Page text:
Features of the Emergency Mission
- 45 mm in diameter
- Stainless steel case
- SuperQuartz caliber B73
- Distress beacon frequency of 121.5 MHz
The Emergency II With a 51-mm case
Breitling released the third-generation Emergency, the Emergency II, in 2013. This stately titanium watch is a massive 51 mm in diameter. Its design takes many cues from the original model. For example, the Emergency II has analog and digital displays, a bidirectional bezel with a compass rose, and the iconic antenna crown on the lower right side of its case. It even uses the same movement: the SuperQuartz caliber B76.
However, its distress beacon has received an upgrade. Once activated, the Emergency II sends out a signal across two frequencies: 121.5 MHz and 406 MHz. While the former is the conventional civilian IAD frequency, the latter has been in use since 2010 and is monitored by Cospas-Sarsat, an international search and rescue initiative. This satellite-supported system uses geostationary search and rescue (GEOSAR) and medium earth orbiting search and rescue (MEOSAR) in conjunction with ground stations and global coordination centers. Upon receiving a distress signal, Cospas-Sarsat forwards the location data to search and rescue services.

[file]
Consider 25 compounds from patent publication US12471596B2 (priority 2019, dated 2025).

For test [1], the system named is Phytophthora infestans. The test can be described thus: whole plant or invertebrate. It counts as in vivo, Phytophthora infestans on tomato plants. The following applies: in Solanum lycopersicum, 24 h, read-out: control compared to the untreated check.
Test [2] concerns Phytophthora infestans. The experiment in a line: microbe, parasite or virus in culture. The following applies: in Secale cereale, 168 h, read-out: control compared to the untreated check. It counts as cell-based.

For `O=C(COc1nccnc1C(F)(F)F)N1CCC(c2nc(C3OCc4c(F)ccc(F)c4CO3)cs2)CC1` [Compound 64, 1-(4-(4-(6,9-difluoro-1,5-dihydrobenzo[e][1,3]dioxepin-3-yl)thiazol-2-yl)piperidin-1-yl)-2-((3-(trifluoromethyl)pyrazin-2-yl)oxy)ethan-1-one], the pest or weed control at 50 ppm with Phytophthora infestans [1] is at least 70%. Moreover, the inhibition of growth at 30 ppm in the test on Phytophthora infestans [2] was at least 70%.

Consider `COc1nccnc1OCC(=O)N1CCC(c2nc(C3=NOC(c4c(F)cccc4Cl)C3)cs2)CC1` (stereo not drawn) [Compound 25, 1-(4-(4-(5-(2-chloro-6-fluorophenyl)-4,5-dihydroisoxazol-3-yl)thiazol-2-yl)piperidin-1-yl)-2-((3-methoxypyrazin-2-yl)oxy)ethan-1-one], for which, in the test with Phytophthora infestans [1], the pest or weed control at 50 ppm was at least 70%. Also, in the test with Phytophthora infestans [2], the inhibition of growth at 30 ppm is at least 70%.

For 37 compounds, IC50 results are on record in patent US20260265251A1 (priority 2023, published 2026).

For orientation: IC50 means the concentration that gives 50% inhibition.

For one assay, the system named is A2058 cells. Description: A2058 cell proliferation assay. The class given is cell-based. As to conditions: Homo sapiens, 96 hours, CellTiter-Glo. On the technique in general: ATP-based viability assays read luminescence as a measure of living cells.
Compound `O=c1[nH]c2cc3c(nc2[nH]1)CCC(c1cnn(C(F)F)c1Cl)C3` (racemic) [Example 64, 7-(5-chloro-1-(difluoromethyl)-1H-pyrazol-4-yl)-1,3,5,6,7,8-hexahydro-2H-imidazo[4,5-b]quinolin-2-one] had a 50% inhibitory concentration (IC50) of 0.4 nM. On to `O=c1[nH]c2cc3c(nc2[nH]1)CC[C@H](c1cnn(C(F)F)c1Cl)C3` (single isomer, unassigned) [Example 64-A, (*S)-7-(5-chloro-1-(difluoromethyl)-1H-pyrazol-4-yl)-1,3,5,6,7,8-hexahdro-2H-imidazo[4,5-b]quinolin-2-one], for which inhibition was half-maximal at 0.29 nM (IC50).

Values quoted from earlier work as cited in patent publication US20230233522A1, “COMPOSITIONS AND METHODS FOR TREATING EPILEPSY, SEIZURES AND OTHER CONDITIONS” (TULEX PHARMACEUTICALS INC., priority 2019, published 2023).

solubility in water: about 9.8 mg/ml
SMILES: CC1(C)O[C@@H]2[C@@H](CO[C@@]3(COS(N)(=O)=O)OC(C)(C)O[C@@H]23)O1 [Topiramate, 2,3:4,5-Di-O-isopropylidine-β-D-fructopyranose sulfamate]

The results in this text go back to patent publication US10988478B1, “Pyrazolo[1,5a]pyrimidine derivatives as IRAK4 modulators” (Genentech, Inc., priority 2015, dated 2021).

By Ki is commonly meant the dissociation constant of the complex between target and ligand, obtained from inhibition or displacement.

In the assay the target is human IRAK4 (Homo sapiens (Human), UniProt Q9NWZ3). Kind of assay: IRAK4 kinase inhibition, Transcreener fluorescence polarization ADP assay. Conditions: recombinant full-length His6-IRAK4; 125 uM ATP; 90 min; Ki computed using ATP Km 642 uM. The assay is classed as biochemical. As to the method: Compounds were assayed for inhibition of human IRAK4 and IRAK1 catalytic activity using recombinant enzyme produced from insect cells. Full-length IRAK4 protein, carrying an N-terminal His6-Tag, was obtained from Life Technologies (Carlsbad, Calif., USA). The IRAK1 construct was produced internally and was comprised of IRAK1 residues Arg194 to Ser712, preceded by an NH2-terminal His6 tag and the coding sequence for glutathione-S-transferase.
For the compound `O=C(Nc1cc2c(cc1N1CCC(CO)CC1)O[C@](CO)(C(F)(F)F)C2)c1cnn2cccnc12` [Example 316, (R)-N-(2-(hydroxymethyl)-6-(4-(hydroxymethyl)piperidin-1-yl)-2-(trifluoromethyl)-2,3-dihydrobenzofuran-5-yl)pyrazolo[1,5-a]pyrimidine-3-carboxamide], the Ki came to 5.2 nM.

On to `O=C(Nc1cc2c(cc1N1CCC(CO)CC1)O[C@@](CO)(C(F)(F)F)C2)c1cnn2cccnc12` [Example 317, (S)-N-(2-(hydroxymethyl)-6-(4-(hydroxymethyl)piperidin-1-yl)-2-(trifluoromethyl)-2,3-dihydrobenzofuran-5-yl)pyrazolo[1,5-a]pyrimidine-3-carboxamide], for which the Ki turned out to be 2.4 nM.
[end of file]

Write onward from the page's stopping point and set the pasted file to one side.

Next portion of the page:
Breitling offers the Emergency II with a black, yellow, or orange dial. Prices vary by the exact edition and range from 9,900 to 11,500 USD. One final option is the Night Mission model. Listed under the reference number V7632522, this timepiece has a black dial and black-coated case and requires an investment of roughly 15,000 USD.
Features of the Emergency II
- 51 mm in diameter
- Titanium case
- SuperQuartz caliber B76
- Distress beacon frequencies of 121.5 and 406 MHz
The Emergency's Antenna System